I fell this morning. Writing that makes me feel and sound like an 80 year old (I’m 54). Fortunately I didn’t hurt myself, but it gave me a fright.
Yesterday I felt pretty good so I cleaned, washed the windows, and baked. That doesn’t sound like ‘too much’ but last night I slept badly, woke several times from pain in my hips, and the fatigue truck rode right over me. I just couldn’t muster the energy to get out of bed this morning.
When I finally did, I could feel that I was unsteady on my feet. Sometimes this happens when I am stiff in the mornings from the rheumatoid arthritis, and since my hips had been painful all night they weren’t moving very freely. Somehow I hit my shin against the bed at the same time as losing my balance. I managed to twist myself so I fell onto the bed and had a soft landing. I didn’t trip, I simply couldn’t balance, and realised I couldn’t stop my fall. My reactions didn’t seem to work.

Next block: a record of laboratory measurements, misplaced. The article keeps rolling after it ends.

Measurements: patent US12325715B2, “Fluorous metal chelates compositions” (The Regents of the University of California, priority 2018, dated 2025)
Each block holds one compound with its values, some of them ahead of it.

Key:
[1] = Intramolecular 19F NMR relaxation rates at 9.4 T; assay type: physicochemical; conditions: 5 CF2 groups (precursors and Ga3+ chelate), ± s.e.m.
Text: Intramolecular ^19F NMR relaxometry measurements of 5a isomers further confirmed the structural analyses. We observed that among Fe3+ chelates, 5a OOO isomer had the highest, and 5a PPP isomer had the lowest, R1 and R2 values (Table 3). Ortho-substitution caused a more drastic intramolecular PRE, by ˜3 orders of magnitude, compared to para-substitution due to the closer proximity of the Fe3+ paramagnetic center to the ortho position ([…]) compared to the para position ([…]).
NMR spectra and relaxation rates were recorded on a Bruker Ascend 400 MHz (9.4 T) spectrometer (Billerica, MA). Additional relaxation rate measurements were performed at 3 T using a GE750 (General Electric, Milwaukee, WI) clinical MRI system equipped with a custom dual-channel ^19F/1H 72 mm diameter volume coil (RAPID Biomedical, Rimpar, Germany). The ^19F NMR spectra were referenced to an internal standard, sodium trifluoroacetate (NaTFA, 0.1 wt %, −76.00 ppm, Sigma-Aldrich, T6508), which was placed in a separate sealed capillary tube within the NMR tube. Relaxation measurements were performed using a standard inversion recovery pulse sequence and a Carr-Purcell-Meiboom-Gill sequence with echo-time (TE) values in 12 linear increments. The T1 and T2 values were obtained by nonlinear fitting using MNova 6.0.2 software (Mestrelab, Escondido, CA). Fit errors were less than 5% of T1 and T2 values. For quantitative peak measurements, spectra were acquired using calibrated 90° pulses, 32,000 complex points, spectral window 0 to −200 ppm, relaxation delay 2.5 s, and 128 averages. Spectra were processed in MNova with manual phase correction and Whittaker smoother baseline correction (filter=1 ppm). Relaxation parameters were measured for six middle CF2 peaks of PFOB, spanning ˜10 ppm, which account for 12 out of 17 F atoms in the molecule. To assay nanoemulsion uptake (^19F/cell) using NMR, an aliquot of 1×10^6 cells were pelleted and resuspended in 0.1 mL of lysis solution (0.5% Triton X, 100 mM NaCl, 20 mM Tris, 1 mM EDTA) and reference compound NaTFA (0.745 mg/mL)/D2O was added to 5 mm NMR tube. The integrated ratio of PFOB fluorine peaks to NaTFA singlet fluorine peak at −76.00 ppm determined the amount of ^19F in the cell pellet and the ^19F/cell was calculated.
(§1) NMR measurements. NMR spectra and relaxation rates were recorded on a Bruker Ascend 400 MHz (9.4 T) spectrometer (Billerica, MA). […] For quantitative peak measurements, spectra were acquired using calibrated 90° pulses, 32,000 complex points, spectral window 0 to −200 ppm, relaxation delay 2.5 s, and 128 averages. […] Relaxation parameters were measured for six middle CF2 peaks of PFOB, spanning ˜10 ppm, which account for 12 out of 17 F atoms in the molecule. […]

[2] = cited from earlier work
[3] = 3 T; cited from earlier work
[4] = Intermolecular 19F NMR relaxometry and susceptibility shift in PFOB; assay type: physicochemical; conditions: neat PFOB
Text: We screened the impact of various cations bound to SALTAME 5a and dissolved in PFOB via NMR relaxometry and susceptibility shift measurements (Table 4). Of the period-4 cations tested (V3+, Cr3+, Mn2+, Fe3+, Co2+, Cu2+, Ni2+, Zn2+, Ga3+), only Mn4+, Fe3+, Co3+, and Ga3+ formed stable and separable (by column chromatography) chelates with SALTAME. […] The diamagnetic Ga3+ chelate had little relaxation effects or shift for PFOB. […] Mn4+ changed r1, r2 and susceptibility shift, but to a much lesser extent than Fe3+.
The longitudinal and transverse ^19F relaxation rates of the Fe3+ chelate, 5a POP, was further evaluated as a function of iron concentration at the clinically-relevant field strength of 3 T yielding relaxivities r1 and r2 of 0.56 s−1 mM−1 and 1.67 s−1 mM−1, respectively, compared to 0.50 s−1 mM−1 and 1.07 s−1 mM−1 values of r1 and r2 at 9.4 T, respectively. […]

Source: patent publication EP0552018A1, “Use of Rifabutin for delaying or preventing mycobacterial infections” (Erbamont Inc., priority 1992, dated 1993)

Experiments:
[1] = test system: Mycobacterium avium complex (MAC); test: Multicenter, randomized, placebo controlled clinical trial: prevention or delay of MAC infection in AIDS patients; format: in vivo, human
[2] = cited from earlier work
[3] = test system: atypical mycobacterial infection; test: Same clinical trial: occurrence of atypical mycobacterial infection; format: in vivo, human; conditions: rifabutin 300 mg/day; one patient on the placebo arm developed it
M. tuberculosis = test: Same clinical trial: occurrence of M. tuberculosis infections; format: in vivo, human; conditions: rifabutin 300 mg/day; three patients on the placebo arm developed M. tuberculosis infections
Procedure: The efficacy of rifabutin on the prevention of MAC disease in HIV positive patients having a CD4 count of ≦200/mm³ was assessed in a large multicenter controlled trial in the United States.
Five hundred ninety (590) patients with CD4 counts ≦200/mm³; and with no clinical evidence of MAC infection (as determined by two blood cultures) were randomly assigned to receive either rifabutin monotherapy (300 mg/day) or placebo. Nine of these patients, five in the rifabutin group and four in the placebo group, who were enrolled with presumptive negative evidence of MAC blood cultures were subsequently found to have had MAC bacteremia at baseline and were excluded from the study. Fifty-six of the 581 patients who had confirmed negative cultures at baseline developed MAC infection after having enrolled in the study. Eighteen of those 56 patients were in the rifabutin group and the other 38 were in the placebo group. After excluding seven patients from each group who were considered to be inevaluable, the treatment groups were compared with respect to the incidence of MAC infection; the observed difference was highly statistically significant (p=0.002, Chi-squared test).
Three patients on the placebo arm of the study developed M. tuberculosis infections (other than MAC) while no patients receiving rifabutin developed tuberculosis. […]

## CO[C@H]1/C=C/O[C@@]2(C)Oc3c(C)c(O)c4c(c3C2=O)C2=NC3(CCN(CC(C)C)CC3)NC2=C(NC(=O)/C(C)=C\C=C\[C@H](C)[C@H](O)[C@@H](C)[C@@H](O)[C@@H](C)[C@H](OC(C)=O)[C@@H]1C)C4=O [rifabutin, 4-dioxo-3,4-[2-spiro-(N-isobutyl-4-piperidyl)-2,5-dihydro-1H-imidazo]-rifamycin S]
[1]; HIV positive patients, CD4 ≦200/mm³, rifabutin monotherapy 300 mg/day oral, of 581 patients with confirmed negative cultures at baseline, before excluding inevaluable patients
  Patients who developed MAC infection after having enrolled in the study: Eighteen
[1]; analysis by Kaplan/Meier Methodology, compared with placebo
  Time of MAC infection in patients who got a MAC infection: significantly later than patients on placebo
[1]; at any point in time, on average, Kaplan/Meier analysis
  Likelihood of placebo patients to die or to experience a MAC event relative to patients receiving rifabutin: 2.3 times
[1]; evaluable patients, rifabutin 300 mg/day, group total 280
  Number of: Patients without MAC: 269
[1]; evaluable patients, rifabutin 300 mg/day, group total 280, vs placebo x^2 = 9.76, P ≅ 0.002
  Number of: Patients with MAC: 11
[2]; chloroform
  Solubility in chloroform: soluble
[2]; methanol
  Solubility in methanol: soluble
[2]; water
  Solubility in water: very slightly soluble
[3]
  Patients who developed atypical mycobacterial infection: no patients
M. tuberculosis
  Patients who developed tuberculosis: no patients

I have wooden floors and steep stairs. Had I fallen onto the floor I would have hit my head and probably done damage to wrists, arms or shoulders trying to break my fall. If I fell on the stairs, the possibilities are more scary.
It could have been very different. It gave me a fright. I don’t generally feel vulnerable or fragile, and I perhaps underestimate the impact of this disease on my life and on my ability to take care of myself. Generally I am of the opinion that my symptoms aren’t that disabling – I don’t have the excruciating pain that some people have in their hands that renders them unusable. This morning was the first time I’d felt vulnerable to the effects of the disease in this way.
I don’t like it. Not one bit. I don’t want to start tip-toeing through my life for fear of falling (although, in that somewhat mixed metaphor, tip-toeing might very well be the cause of falling).
Perhaps I need to stop underestimating the impact of this disease and pay more attention when my body is stiff and sore. I knew when I got up that I was very stiff. I should have paid close attention to where I was putting my feet, and not tried to move as if everything was fine. Because pretending things are fine when they aren’t may well make things un-ignorably not fine.